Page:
Tax Matters

Tax Matters

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A Mini-Glossary of Financial Terms

Enrolled Agent (EA).  This designation is used by those persons who either have passed a 2-day written exam on taxes administered by the IRS or worked for five years or more for the IRS in various positions.  An EA is able to represent taxpayers before all administrative levels of the IRS for audits, collections, and appeals.


Accredited Estate Planner (AEP).  The National Association of Estate Planners & Councils awards this designation to those individuals who complete two graduate-level courses administered by The American College, meet specific professional requirements, and practice as an attorney, CPA, trust officer, CLU, CFP, or ChFC.


Certified Employee Benefit Specialist (CEBS).  The International Foundation of Employee Benefit Plans and the Wharton School (University of Pennsylvania) co-sponsor this program for individuals who take a 10-course college-level curriculum in employee benefit concepts and principles.


Certified Financial Planner (CFP).  This term and the acronym for it are credentials awarded by the Certified Financial Planner Board of Standards, Inc.  These individuals have experience in a variety of subjects, including but not limited to:  insurance, tax planning, investments, estate planning, and retirement planning.


Certified Public Accountant (CPA).  Accountants who pass a uniform examination in accounting and auditing and satisfy work experience, statutory, and licensing requirements of the state(s)


Chartered Financial Analyst (CFA).  Financial analysts who pass three annual exams covering economics, financial accounting, portfolio management, securities analysis, and ethics and have approved work experience in the field are awarded this designation by the Association for Investment Management and Research.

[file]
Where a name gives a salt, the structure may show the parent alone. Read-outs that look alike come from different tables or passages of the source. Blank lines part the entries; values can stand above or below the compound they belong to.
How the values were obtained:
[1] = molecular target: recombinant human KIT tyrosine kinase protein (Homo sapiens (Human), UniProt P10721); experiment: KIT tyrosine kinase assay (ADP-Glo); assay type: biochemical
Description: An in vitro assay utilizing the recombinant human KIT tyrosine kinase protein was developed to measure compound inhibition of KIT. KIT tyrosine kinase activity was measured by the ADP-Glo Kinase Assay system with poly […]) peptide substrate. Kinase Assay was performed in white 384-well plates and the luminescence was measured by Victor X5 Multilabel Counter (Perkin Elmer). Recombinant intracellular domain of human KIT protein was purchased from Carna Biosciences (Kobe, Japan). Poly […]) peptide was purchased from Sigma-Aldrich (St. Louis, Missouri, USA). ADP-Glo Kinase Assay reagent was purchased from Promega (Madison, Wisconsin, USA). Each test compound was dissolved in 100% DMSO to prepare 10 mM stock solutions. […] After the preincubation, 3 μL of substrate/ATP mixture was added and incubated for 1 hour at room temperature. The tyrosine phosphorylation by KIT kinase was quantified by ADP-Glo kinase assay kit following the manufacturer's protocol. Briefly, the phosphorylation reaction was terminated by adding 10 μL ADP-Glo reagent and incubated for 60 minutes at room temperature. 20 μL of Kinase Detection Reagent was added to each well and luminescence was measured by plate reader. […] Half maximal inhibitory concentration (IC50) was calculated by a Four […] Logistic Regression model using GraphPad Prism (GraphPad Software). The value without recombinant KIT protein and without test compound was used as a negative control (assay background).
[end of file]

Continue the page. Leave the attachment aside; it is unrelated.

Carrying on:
Chartered Financial Consultant (ChFC).  This financial planning designation is awarded by the American College for the insurance industry.  ChFCs must meet experience requirements and pass exams covering finance and investing.


Chartered Life Underwriter (CLU).  The American College of Bryn Mawr awards this designation to insurance and financial services professionals who have three years’ business experience, have passed eight college-level education courses, and agreed to abide by the College’s code of ethics.


Financial Planner (FP).  A professional who counsels individuals on their financial needs is a financial planner.  These financial needs include insurance, tax planning, investments, estate planning, and retirement planning.  Some financial planners are able to sell insurance and securities (with the appropriate licenses).  Some planners only offer specific advice on taxes or estate planning.


In the course of doing financial or estate planning, you’ll encounter various terms that might be new to you.  Some of these terms are:


Attorney-in-Fact.  The individual who is designated in the Power-of-Attorney document to act on behalf of another.


Community Property.  A system by which the interests of a husband and wife in property acquired during marriage are shared equally.  Only nine states follow the community property rules:  Arizona, California, Idaho, Louisiana, Nevada, New Mexico, Texas, Washington, and Wisconsin.


Durable Power of Attorney.  A written legal document that lets an individual designate another person to act on his behalf, even if he or she becomes incapacitated.


Durable Power of Attorney for Healthcare.  A written legal document that gives another person authority to act on one’s behalf with regard to healthcare decisions.


Guardian.  The person legally entrusted with the care of a minor child or incompetent.  Such care includes managing the financial matters of the minor child or incompetent.


Living Trust.  A revocable trust established by a grantor during his or her lifetime in which the grantor transfers some or all of his/her property into the trust.


Living Will.  A legal document directing whether or not life prolonging measures should be used in the event of a terminal illness or incapacitation.


Power of Appointment.  A right given to another person in a written document such as a will or trust that allows that person to decide how to distribute one’s property.  It may be general (no restrictions) or limited (with restrictions).


Unified Credit.  An estate tax credit of $345,800 that allows an exemption for Federal death taxes up to $1,000,000 of property value.  This amount will change in future years.

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